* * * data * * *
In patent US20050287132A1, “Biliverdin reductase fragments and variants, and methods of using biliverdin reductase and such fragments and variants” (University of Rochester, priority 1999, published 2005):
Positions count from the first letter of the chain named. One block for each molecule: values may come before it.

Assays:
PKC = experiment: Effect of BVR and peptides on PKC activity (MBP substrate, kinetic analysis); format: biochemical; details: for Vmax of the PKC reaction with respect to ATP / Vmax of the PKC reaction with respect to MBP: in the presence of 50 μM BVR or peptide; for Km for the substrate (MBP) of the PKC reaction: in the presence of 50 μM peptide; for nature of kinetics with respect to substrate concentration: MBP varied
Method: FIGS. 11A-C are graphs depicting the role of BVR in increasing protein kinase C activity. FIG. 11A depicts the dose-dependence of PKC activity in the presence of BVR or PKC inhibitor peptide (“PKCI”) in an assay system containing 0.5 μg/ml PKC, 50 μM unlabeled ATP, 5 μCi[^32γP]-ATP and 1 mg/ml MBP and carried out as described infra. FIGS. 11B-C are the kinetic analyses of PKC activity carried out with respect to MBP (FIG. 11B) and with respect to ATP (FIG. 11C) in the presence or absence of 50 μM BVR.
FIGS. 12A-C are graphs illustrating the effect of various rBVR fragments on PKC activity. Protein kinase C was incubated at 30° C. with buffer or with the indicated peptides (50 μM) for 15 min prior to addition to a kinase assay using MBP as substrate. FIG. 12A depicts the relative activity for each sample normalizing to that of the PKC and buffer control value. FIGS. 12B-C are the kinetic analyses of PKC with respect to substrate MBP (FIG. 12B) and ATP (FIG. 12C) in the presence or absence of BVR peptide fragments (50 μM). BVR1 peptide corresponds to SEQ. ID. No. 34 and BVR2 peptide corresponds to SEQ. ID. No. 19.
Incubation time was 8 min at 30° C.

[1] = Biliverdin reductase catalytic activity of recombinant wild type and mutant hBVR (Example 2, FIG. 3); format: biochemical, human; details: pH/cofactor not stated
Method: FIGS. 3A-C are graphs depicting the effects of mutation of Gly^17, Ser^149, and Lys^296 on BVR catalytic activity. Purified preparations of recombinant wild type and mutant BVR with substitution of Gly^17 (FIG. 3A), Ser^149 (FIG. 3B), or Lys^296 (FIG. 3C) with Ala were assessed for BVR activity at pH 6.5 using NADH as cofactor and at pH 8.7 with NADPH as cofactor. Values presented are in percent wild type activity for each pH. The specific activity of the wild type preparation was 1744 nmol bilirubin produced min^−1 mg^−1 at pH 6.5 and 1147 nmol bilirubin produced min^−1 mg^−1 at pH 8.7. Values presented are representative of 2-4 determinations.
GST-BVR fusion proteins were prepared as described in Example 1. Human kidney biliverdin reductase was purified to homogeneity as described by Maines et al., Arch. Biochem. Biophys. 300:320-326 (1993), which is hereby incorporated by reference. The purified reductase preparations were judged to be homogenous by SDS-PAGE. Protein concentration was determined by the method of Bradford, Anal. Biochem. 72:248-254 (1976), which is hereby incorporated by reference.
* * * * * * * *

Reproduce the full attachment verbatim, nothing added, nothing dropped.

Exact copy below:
In patent US20050287132A1, “Biliverdin reductase fragments and variants, and methods of using biliverdin reductase and such fragments and variants” (University of Rochester, priority 1999, published 2005):
Positions count from the first letter of the chain named. One block for each molecule: values may come before it.

Assays:
PKC = experiment: Effect of BVR and peptides on PKC activity (MBP substrate, kinetic analysis); format: biochemical; details: for Vmax of the PKC reaction with respect to ATP / Vmax of the PKC reaction with respect to MBP: in the presence of 50 μM BVR or peptide; for Km for the substrate (MBP) of the PKC reaction: in the presence of 50 μM peptide; for nature of kinetics with respect to substrate concentration: MBP varied
Method: FIGS. 11A-C are graphs depicting the role of BVR in increasing protein kinase C activity. FIG. 11A depicts the dose-dependence of PKC activity in the presence of BVR or PKC inhibitor peptide (“PKCI”) in an assay system containing 0.5 μg/ml PKC, 50 μM unlabeled ATP, 5 μCi[^32γP]-ATP and 1 mg/ml MBP and carried out as described infra. FIGS. 11B-C are the kinetic analyses of PKC activity carried out with respect to MBP (FIG. 11B) and with respect to ATP (FIG. 11C) in the presence or absence of 50 μM BVR.
FIGS. 12A-C are graphs illustrating the effect of various rBVR fragments on PKC activity. Protein kinase C was incubated at 30° C. with buffer or with the indicated peptides (50 μM) for 15 min prior to addition to a kinase assay using MBP as substrate. FIG. 12A depicts the relative activity for each sample normalizing to that of the PKC and buffer control value. FIGS. 12B-C are the kinetic analyses of PKC with respect to substrate MBP (FIG. 12B) and ATP (FIG. 12C) in the presence or absence of BVR peptide fragments (50 μM). BVR1 peptide corresponds to SEQ. ID. No. 34 and BVR2 peptide corresponds to SEQ. ID. No. 19.
Incubation time was 8 min at 30° C.

[1] = Biliverdin reductase catalytic activity of recombinant wild type and mutant hBVR (Example 2, FIG. 3); format: biochemical, human; details: pH/cofactor not stated
Method: FIGS. 3A-C are graphs depicting the effects of mutation of Gly^17, Ser^149, and Lys^296 on BVR catalytic activity. Purified preparations of recombinant wild type and mutant BVR with substitution of Gly^17 (FIG. 3A), Ser^149 (FIG. 3B), or Lys^296 (FIG. 3C) with Ala were assessed for BVR activity at pH 6.5 using NADH as cofactor and at pH 8.7 with NADPH as cofactor. Values presented are in percent wild type activity for each pH. The specific activity of the wild type preparation was 1744 nmol bilirubin produced min^−1 mg^−1 at pH 6.5 and 1147 nmol bilirubin produced min^−1 mg^−1 at pH 8.7. Values presented are representative of 2-4 determinations.
GST-BVR fusion proteins were prepared as described in Example 1. Human kidney biliverdin reductase was purified to homogeneity as described by Maines et al., Arch. Biochem. Biophys. 300:320-326 (1993), which is hereby incorporated by reference. The purified reductase preparations were judged to be homogenous by SDS-PAGE. Protein concentration was determined by the method of Bradford, Anal. Biochem. 72:248-254 (1976), which is hereby incorporated by reference.